Dr. Leslie Jacobsen is courting ecstasy and marijuana addicts — in order to study their brains.

Pressing buttons in response to visual cues and drawing simple figures are two of several tests administered as part of a project studying cognitive effects of ecstasy and marijuana withdrawal in adolescents. Jacobsen, a psychiatry and pediatrics professor at the Yale School of Medicine, is the study’s principal investigator and received a $1.7 million grant from the National Institutes of Health to conduct her work.

The study will follow 200 adolescent participants with and without a history of cannabis, ecstasy and tobacco use for two years. Jacobsen said the study will examine whether adolescents experience cognitive deficits as a result of drug use, and whether sustained abstinence from drug use leads to recovery of cognitive function.

Psychiatry professor Dr. John Krystal, who studies the psychopharmacology and neurobiology of various forms of substance abuse, said Jacobsen’s work is the first to unite different fields of research. Given evidence that abuse of particular drugs impairs cognitive function, he said she plans to use sophisticated psychological tests to articulate which circuits in the brain are vulnerable.

“We are very aware of the fact that when teens are using drugs there are many highly visibly associated problems, but oftentimes impairments in particular aspects of cognitive function affecting learning and memory may not be apparent immediately,” Krystal said. “In the mature brain for an adult, the effects of a drug abuse may affect performance, but not necessarily change trajectory of the development of the brain, but we are concerned of the long-term effects of brain in adolescent because the brain changes so much.”

Jacobsen said she will use non-invasive methods such as functional magnetic resonance imaging to measure brain function while subjects are performing a task that involves attention and memory. The subjects will undergo approximately three hours of cognitive testing annually.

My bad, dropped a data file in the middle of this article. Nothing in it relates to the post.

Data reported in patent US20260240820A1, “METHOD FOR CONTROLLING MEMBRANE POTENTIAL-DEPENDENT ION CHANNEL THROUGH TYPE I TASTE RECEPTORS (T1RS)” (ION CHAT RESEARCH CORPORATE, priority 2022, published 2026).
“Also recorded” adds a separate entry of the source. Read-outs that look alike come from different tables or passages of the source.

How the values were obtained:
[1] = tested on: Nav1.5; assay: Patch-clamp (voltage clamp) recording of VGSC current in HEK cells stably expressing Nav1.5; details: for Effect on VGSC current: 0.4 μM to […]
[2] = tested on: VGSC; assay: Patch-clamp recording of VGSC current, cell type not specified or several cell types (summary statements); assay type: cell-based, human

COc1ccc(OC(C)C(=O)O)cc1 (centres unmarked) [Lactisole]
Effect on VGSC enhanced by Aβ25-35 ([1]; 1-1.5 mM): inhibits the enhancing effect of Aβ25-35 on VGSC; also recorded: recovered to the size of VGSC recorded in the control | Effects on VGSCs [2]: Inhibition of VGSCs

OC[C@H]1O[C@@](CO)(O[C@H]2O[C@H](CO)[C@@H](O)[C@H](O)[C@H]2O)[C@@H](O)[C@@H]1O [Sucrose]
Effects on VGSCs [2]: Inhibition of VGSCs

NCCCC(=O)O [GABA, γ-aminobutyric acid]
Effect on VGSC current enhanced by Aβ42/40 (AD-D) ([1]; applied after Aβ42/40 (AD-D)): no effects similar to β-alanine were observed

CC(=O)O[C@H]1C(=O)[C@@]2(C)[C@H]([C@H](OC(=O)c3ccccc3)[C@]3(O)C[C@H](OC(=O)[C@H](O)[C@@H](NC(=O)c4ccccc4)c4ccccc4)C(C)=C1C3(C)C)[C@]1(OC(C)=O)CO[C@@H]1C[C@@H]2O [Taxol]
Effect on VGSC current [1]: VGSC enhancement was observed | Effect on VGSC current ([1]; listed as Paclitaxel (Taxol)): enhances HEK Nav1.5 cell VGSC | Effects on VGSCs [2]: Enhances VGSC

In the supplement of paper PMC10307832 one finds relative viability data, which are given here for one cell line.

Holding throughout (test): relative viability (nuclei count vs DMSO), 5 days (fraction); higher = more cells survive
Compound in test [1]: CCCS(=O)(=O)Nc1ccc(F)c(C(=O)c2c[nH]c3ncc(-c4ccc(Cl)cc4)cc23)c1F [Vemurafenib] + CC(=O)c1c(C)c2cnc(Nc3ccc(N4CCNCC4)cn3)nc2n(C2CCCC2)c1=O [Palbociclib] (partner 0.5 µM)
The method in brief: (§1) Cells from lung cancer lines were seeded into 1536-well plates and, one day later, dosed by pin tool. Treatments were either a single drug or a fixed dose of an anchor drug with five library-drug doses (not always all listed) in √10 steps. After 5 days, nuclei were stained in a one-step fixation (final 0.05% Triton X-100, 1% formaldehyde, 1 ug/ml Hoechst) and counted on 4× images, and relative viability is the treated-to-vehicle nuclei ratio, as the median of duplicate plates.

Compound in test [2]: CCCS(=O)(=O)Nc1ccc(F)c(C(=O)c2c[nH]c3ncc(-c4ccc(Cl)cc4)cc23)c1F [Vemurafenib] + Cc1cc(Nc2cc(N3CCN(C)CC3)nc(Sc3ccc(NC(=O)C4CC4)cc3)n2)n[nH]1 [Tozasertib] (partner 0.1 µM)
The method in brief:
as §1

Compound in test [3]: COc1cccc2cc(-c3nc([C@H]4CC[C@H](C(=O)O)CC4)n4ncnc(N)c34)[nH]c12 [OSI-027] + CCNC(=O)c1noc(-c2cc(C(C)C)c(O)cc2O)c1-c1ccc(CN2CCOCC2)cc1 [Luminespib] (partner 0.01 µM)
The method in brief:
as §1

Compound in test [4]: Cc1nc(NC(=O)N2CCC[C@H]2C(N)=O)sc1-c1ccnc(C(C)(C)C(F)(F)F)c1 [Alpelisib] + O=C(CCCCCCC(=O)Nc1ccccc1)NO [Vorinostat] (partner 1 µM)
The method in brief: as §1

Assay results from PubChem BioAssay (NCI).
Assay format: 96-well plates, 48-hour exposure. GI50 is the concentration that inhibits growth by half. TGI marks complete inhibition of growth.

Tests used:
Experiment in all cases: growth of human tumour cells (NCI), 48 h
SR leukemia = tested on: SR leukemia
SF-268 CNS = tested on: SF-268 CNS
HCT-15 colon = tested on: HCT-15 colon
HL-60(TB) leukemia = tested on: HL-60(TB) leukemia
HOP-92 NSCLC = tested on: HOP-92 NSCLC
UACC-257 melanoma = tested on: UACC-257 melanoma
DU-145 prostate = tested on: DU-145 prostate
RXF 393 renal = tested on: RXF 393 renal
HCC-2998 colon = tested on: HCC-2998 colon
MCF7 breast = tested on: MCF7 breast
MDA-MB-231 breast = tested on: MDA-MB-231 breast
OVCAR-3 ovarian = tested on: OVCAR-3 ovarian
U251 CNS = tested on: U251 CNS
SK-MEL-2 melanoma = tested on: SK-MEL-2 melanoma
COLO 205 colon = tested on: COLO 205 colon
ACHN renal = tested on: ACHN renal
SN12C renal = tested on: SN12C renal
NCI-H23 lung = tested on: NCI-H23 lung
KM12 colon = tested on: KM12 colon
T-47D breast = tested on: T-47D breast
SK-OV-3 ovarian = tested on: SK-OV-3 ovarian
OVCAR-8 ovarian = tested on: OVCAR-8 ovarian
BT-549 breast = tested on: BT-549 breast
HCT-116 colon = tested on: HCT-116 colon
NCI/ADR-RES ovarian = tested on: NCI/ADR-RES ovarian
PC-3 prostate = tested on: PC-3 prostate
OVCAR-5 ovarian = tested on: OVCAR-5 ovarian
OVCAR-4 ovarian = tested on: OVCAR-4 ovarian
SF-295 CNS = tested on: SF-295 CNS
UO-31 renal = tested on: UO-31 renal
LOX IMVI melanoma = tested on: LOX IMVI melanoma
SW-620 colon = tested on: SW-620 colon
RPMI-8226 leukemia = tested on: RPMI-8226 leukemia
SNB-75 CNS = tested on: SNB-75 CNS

Computer-based tests assess the subject’s selective attention by presenting a stimulus and distractor. The subject must process the stimulus and screen out the distractor. In pencil and paper tests, subjects will recite a list of words after memorizing them, or copy a figure after being shown it, as measure of spatial memory.

“There was a study with marijuana use in the adult population where they have them stop using, and a month later their memory was better, but certain aspects of verbal memory didn’t improve as much,” Jacobsen said. “This is particularly pronounced in early onset users, hence our reason for wanting to look at teenagers.”

Functional magnetic resonance imaging tracks brain function by producing images of activated brain regions through detection of indirect effects of neural activity on local blood volume, flow and oxygen saturation. By visualizing changes in chemical composition in certain areas of the brain, fMRI pinpoints what mechanisms of the brain are most vulnerable to cognitive impairments.

“Meditating level of analysis helps make sense of what we see in terms of behavior consequences of the drug,” said Kenneth Pugh, senior scientist at Haskins Laboratories in New Haven, who collaborated with Jacobsen on the micro neuro-imaging aspect of the study. “By scanning the brain and looking for effects on brain response, we get a sensitive biological measure to understand how the effects of drains on memory and attention are mediated.”

Krystal said a pilot study conducted 12 years ago indicated memory impairment in heavy ecstasy users but said it was uncontrolled and preliminary. Jacobsen’s work related these memory impairments to an abnormality in the hippocampus, a ridge in the brain with a central role in memory processes.

“In my work at the National Institutes of Health, this area of study has been targeted as a high priority, and I think [Jacobsen] is filling a very critical role in this field by moving these studies forward,” Pugh, an NIH panel member, said. “It’s a very high priority, and she’s doing a terrific job of beginning to attack these questions.”